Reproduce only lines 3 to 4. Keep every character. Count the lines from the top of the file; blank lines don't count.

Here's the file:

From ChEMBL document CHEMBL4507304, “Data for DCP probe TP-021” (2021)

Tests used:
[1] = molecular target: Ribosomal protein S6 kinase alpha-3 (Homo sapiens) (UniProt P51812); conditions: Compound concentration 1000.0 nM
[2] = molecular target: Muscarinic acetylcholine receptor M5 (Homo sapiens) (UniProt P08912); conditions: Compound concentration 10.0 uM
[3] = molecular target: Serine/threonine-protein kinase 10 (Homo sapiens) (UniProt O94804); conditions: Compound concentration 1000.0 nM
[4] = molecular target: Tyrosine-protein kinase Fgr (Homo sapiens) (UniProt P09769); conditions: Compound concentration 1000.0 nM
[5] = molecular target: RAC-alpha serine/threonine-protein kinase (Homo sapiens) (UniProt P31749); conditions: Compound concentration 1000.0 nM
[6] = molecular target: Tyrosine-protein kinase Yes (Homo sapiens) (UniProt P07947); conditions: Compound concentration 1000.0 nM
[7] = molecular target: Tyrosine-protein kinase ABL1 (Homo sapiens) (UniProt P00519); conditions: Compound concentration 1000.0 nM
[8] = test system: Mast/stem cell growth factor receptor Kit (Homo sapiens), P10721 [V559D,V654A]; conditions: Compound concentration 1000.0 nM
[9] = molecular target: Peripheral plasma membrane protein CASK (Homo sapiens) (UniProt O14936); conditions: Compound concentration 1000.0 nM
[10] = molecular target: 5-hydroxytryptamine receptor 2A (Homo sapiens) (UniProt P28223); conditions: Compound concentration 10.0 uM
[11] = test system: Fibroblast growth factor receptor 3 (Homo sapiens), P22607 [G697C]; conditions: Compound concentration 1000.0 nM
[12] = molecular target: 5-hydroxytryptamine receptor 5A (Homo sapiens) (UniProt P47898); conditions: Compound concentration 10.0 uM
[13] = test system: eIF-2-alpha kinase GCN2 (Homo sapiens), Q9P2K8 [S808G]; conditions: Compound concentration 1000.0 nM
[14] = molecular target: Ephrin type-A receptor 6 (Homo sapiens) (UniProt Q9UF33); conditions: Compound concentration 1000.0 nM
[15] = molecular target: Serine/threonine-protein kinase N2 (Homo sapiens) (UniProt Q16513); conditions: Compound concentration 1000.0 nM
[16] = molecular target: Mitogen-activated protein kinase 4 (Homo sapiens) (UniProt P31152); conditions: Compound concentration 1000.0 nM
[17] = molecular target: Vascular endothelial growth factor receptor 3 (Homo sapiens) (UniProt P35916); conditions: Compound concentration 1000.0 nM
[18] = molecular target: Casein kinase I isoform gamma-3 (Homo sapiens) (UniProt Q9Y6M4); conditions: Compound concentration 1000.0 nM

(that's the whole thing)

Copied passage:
[1] = molecular target: Ribosomal protein S6 kinase alpha-3 (Homo sapiens) (UniProt P51812); conditions: Compound concentration 1000.0 nM
[2] = molecular target: Muscarinic acetylcholine receptor M5 (Homo sapiens) (UniProt P08912); conditions: Compound concentration 10.0 uM